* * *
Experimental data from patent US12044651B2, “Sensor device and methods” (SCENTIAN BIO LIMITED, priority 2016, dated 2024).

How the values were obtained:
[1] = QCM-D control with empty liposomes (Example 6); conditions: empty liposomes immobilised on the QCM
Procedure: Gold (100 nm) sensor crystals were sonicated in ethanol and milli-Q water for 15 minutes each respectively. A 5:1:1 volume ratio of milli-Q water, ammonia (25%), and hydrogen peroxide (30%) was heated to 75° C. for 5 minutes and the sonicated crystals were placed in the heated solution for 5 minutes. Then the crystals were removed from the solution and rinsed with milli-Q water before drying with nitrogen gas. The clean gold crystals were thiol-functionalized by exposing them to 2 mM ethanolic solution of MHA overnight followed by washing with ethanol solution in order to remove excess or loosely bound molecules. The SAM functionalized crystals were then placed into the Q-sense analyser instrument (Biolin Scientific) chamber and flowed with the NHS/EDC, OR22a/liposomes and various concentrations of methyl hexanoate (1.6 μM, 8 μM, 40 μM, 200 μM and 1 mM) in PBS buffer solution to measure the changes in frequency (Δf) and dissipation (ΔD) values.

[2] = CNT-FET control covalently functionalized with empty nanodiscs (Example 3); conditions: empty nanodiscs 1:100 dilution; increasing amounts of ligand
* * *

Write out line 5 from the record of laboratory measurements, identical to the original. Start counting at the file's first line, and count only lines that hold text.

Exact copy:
[2] = CNT-FET control covalently functionalized with empty nanodiscs (Example 3); conditions: empty nanodiscs 1:100 dilution; increasing amounts of ligand